The other day, I'd heard a droning sound from the tree in my front yard. On and on it rasped, the chirr of a cicada or whatever late summer insect leered down from its perch up in the branches above. All of a sudden, a memory hit, so powerful in its wake as it brought back sounds, scents, tastes and emotions from a time in my youth.
Late summer had always been a magical time for me as a child. My Italian grandparents didn't have only one vegetable garden in their own back yard, but they rented plots of land in back of other people's houses as well. I would accompany them for tomato picking, and the fresh green tang of the vine as it rubbed against my fingers left an indelible mark on my senses. Curly lettuce, huge Roman beans, green peppers . . . I could imagine Nonna, later in the day, a bandana wound round her head, and an apron stained with the juices of fresh veggies splashed all over the front. I would await the crispy, dried braided garlic and onions which hung from the rafters in her cool cellar. A gathering of Mason jars, freshly boiled and ready for homemade tomato sauces, pickled peppers, mushrooms and more. Her walk-in attic always held trays of parsley and basil, drying in the dark upon the beds up there. The aroma would have put a pizza shop to shame.
It always amazed me that my grandparents were able to discern a good mushroom from a poisonous one. But that is what they hunted in deep woods as we spent long hours in Economy Park and other highly wooded areas while my parents chose to pick blackberries.
We would dress in long-sleeved clothing and long pants, though the summer days were stifling and humid. It never seemed to bother me then. Mom would say, "You don't want mosquito bites all over you." Or, "Those blackberry bushes have thorns. You have to wear long clothes." So we never questioned the importance of our garb, and off we drove in a car without air-conditioning, the windows wide open and the scents of summer flying by.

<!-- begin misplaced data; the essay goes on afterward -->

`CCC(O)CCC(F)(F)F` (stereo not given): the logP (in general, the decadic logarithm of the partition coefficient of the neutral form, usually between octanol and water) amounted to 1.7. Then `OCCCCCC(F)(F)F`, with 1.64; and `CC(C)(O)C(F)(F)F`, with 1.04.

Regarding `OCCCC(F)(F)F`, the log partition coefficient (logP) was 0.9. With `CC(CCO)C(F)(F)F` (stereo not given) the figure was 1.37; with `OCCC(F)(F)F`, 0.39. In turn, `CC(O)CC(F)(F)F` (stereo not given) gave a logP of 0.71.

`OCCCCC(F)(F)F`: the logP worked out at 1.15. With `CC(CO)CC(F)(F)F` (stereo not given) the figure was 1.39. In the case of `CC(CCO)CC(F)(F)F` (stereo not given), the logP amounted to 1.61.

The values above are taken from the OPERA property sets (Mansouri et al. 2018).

It would be early in the day as Dad parked the car. The long, dry, un-cut grass near the trails we blazed into the woods tried to tickle my clothing as I waded into it. The cicadas sang their unceasing song above in the trees, rasping out sounds only they could understand. Each of us carried a plastic pail just waiting to catch all the treasures of the woods within. Not a breath of air stirred, but the birds called out warnings to one another that their perfect world would soon be invaded.
Dad always gave me a long stick as we began our trek into the woods. "For snakes," he would say, though thankfully I never saw one. Nonna and Nonno would go off on their own for mushrooms, while me and my parents found hoards of delectable blackberries, bursting ripe and juicy. Though a few made it into my mouth during picking, most plunked into the buckets with the promise of hot pies and jellies. The slightly tart, sweet taste will always bring back my youth. These were the best times. For they were time well spent with loving family, talking and joking with one another and working side by side, though it never felt like work at the time.
When we came out of the woods hours later, Dad would always challenge Mom to a game of "hit the apple on the center of the tree." There were several wild green crab apple trees, and the rotting fruit lay at their bases, all worm holed and oozing. My parents would count how many times each of them would hit the tree with the small projectile, and it became a contest every time. I never chose sides, but cheered each of them on, enjoying their silly taunting of one another and name calling.
After a small snack of crackers, cheese and Lemon Blend from a thermos, we would pack up Dad's trunk with pails and bushels, bringing home a few of nature's tiniest bug critters with us as they clung for dear life onto the stems of our prizes. I would look up into the trees trying to locate the singing cicadas, but never quite able to view one. I waved goodbye to another year, another trek into deep woods, feeling perfectly safe, innocent and very much alive.